Classroom Community and Time: Comparing Student Perceptions in Traditional vs. Accelerated Online Courses




Community, Classroom community, online learning, connectedness, social presence, time, accelerated courses


Online educators regularly experiment with ways to create a sense of classroom community in the online courses they design and teach. They do this in part to battle feelings of isolation and loneliness but also to align with prevailing theories of learning (e.g., social constructivism) as well as to mimic idealized in-person face-to-face learning experiences. However, little is known about how well a sense of community is developed in accelerated online courses. Given this, we investigated students’ perceptions of classroom community in traditional length online courses (e.g., 15-week courses) and accelerated online courses (e.g., 7-week courses) taught by the same instructors. The results showed that there was not a statistically significant difference in students’ perceptions of classroom community between the 15-week and 7-week courses. Students in this study rated the accelerated 7-week courses as having a higher sense of classroom community. In this paper, we present the results of our inquiry. We conclude with the implications of our research on research and practice.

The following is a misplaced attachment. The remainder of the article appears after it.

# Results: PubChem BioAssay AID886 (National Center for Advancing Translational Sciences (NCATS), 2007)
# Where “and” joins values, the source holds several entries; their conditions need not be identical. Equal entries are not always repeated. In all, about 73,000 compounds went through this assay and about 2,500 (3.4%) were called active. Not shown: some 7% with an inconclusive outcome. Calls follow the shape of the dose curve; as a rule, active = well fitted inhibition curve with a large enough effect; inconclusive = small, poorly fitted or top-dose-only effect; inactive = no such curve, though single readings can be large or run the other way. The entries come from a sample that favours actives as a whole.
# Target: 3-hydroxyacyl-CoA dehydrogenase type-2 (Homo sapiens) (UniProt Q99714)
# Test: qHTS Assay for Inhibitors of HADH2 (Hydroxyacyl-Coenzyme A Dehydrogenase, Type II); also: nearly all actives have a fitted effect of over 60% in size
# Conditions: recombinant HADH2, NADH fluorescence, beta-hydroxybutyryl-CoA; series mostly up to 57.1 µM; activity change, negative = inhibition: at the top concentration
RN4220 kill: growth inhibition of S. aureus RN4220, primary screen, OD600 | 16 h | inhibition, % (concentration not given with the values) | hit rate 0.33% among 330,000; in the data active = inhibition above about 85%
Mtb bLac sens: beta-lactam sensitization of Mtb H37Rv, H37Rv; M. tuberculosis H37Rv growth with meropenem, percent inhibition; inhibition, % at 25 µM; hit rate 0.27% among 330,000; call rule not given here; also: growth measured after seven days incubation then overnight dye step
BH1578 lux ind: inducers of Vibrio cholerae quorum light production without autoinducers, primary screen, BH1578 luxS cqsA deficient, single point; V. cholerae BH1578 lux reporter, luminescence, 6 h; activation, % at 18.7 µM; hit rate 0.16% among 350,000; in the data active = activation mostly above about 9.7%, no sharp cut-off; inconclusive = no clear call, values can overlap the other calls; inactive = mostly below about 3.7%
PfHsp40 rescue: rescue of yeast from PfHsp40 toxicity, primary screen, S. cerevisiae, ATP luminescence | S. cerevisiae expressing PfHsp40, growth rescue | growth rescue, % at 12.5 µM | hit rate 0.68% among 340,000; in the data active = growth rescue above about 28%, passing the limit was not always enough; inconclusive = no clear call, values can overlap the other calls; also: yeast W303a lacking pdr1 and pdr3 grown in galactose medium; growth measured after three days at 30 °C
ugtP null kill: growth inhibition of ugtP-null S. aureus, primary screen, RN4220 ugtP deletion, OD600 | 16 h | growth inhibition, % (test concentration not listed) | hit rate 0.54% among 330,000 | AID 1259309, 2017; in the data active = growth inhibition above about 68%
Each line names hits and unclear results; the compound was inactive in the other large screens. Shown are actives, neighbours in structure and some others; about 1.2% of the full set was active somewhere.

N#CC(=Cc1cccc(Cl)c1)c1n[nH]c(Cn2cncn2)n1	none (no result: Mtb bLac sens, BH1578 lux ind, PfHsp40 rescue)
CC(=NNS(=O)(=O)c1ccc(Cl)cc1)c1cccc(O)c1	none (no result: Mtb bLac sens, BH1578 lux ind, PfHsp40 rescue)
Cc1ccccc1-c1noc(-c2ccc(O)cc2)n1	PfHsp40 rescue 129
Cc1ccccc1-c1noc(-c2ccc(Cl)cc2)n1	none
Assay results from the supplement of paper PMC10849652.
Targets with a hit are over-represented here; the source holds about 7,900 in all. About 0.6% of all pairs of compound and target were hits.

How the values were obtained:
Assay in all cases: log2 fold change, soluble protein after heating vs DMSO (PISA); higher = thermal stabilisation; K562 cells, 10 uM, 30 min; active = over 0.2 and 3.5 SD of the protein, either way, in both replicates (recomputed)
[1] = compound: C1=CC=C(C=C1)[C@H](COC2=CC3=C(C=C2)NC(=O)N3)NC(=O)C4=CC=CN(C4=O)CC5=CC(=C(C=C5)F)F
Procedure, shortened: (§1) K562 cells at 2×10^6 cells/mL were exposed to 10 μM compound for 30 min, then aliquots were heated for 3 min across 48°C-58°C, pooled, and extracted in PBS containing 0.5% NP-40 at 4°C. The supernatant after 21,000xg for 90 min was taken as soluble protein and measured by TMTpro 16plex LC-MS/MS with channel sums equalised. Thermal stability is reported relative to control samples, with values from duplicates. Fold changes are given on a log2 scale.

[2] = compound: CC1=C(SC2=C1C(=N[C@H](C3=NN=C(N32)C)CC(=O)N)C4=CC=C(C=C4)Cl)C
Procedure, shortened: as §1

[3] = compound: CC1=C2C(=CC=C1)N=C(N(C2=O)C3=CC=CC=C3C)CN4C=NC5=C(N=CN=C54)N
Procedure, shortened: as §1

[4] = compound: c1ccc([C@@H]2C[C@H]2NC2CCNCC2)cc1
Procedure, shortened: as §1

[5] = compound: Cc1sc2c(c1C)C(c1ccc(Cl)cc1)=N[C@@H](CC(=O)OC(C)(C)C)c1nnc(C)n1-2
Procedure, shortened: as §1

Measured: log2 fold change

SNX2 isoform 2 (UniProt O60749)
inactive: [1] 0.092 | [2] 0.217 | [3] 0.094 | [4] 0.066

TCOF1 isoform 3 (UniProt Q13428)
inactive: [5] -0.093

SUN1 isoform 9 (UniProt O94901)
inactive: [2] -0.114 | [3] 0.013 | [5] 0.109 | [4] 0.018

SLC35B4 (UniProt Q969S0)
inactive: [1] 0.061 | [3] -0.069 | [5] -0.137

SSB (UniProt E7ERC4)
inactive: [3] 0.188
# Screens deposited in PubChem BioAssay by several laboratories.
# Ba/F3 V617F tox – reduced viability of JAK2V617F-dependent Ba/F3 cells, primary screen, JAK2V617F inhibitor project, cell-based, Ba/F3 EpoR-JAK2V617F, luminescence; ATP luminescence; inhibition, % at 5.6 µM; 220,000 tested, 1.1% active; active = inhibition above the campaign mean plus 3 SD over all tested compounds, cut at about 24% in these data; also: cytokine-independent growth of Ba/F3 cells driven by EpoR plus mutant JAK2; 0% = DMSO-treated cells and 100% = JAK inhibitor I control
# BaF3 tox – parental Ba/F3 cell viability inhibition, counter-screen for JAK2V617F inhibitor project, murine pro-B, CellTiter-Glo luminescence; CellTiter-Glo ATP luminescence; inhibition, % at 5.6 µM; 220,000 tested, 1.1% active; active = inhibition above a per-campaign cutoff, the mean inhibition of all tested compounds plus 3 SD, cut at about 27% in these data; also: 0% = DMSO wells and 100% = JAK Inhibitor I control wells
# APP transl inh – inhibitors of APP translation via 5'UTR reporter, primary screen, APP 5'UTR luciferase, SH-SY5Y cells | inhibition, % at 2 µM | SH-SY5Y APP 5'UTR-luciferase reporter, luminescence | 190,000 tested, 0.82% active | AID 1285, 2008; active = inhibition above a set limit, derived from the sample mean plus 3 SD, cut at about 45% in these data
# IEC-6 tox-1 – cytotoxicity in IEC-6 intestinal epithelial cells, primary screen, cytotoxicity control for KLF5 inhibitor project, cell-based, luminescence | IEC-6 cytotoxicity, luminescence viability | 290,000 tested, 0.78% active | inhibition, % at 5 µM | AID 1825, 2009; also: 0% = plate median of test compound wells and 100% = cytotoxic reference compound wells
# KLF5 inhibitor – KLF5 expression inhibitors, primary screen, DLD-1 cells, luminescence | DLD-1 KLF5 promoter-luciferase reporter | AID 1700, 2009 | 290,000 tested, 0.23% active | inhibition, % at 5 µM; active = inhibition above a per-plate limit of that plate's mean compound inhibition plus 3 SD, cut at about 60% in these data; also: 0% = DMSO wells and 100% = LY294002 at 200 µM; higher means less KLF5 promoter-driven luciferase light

Author Biography

Patrick R. Lowenthal, Boise State University

Patrick R. Lowenthal, Ph.D., is an Associate Professor at Boise State University, where he teaches master’s and doctoral students in fully online graduate programs. He researches how people communicate using emerging technologies—with a specific focus on issues of presence, identity, and community online.


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